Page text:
Digest: More China troubles, save the fish, Ohio farmland dropping


Mission impossible: Mission Foods Corp. and Tyson Foods have quietly told their suppliers they want no more ingredients from China — but complying is next to impossible. A look at China’s role as the world’s leading supplier of many food flavorings, vitamins and preservatives. (Los Angeles Times) Related: Diethylene glycol has been found in 6,000 tubes of Panamanian toothpaste apaprently from China

Sea shills: President Bush will ask the Senate to ratify the U.N. Convention on the Law of the Sea (UNCLOS) treaty. Among other things, UNCLOS sets global standards for marine protection, thus potentially shielding fish stocks. The treaty has quite an unusual collection of backers: American Petroleum Institute, Naval Reserve Association, The Nature Conservancy, Environmental Defense, Chamber of Shipping of America, to name a few. (The Washington Note)

Bye-bye, oh no: Ohio farmland is continuing to disappear, despite voter approval in 2000 of a bond initiative aimed at preserving green spaces including farms. (Columbus Dispatch/AP)


Heated words over COOL: An op-ed from the Pacific Research Institute, the free-market think tank, argues that country of origin labeling (COOL) will make no difference for food safety, looks like protectionism, and will drive companies out of business. Isn’t an informed consumer part of the free-market equation? How can we make rational decisions without knowing as much as is practical. The author writes, “When unburdened by government restrictions, food companies will devise their own methods of ensuring safe products in response to consumer demand, not Capitol Hill.” Yeah, that “method” — sicken or kill a bunch of people, then have a recall — has worked out great so far. (Arizona Daily Star)

Methane labs: The Vegetarian Union of North America challenges Al Gore to recognize another inconvenient truth — that animal agriculture is a major cause of climate change. (Press Release)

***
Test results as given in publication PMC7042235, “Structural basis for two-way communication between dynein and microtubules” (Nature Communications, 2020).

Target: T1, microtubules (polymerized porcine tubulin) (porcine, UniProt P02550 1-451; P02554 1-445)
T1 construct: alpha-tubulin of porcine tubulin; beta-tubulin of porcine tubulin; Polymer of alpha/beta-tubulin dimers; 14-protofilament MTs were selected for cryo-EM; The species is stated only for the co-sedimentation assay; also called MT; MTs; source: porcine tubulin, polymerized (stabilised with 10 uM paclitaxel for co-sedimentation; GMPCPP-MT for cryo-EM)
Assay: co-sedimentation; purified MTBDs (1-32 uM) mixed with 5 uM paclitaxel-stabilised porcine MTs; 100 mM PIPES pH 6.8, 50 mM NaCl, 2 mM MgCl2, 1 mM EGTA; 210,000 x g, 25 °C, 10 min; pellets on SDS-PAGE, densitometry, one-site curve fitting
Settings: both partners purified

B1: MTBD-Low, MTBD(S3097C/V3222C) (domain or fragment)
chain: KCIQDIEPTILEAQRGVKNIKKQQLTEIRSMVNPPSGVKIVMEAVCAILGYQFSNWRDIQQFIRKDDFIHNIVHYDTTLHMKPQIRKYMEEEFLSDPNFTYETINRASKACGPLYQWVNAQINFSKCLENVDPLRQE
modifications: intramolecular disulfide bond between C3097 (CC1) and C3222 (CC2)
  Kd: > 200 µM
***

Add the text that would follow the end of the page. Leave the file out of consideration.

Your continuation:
Closing the loop: A new facility that will consist of a dairy, biodiesel refinery, feed factory, and ethanol distillery is slated for construction in Arizona. Cow manure will generate methane to run a power plant that produces ethanol from corn. The ethanol byproducts (distiller’s grain) will be fed to the cows. A second phase will include algae farms to provide feedstock for the ethanol and biodiesel refineries. An interesting plan, but the location in the middle of the desert might come back to haunt the builders. (Green Car Congress)

Antitrust laws are so 20th century: Despite strong evidence that Smithfield’s buyout of Premium Standard Farms would kill competition in the Southeast (leaving only one pork packer in the region), the Department of Justice has nothing but enthusiasm for the deal. They have also been less than forthcoming on its details. (Peoria Journal Star)

In a word, no: The WashPo’s editors ask, “Can Congress write a farm bill without wasteful subsidies?” (Washington Post)

China in the bull shop: It might not seem like it from the spate of recent scandals, but this writer argues that China’s government is starting to act more like a business — one that recognizes its reputation is often its most important asset. (ScrippsNews)

A way out of the maize maze: Sally Kohn explains the root cause of our immigration problems. “Corn is what causes migration and corn is the only way the injustices of immigration, on both sides of the border, will ever be solved.” (The Huffington Post)

EU shark finning ban ineffective, campaigners say (Reuters)

Ranting about pseudo-French and pretentious language on menus (TimesOnline, UK)

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